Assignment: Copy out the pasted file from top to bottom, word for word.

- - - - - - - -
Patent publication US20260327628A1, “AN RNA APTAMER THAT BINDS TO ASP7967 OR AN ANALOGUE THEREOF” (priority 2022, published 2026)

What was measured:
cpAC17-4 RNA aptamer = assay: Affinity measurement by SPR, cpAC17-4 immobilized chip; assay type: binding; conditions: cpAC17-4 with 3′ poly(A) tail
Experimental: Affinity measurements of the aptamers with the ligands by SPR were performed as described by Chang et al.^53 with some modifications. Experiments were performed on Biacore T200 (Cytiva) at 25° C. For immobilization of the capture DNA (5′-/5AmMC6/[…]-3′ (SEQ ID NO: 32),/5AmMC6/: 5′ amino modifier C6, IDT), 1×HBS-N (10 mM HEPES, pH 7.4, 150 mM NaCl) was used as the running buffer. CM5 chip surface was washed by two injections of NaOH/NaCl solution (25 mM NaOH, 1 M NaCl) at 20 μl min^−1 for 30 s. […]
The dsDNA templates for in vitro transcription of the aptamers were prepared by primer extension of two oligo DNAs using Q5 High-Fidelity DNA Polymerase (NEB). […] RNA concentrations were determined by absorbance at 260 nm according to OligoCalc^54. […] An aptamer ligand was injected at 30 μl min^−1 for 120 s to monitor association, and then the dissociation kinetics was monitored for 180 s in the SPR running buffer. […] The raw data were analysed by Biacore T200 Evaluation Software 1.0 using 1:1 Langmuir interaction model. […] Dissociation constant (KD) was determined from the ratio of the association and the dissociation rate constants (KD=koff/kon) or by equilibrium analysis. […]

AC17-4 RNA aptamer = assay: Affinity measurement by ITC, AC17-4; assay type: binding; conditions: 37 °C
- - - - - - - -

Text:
Patent publication US20260327628A1, “AN RNA APTAMER THAT BINDS TO ASP7967 OR AN ANALOGUE THEREOF” (priority 2022, published 2026)

What was measured:
cpAC17-4 RNA aptamer = assay: Affinity measurement by SPR, cpAC17-4 immobilized chip; assay type: binding; conditions: cpAC17-4 with 3′ poly(A) tail
Experimental: Affinity measurements of the aptamers with the ligands by SPR were performed as described by Chang et al.^53 with some modifications. Experiments were performed on Biacore T200 (Cytiva) at 25° C. For immobilization of the capture DNA (5′-/5AmMC6/[…]-3′ (SEQ ID NO: 32),/5AmMC6/: 5′ amino modifier C6, IDT), 1×HBS-N (10 mM HEPES, pH 7.4, 150 mM NaCl) was used as the running buffer. CM5 chip surface was washed by two injections of NaOH/NaCl solution (25 mM NaOH, 1 M NaCl) at 20 μl min^−1 for 30 s. […]
The dsDNA templates for in vitro transcription of the aptamers were prepared by primer extension of two oligo DNAs using Q5 High-Fidelity DNA Polymerase (NEB). […] RNA concentrations were determined by absorbance at 260 nm according to OligoCalc^54. […] An aptamer ligand was injected at 30 μl min^−1 for 120 s to monitor association, and then the dissociation kinetics was monitored for 180 s in the SPR running buffer. […] The raw data were analysed by Biacore T200 Evaluation Software 1.0 using 1:1 Langmuir interaction model. […] Dissociation constant (KD) was determined from the ratio of the association and the dissociation rate constants (KD=koff/kon) or by equilibrium analysis. […]

AC17-4 RNA aptamer = assay: Affinity measurement by ITC, AC17-4; assay type: binding; conditions: 37 °C